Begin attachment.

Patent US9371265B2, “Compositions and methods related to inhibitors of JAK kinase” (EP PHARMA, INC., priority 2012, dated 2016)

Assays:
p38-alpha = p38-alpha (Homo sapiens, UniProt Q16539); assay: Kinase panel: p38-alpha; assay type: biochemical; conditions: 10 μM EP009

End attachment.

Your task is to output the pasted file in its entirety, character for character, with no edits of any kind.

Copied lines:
Patent US9371265B2, “Compositions and methods related to inhibitors of JAK kinase” (EP PHARMA, INC., priority 2012, dated 2016)

Assays:
p38-alpha = p38-alpha (Homo sapiens, UniProt Q16539); assay: Kinase panel: p38-alpha; assay type: biochemical; conditions: 10 μM EP009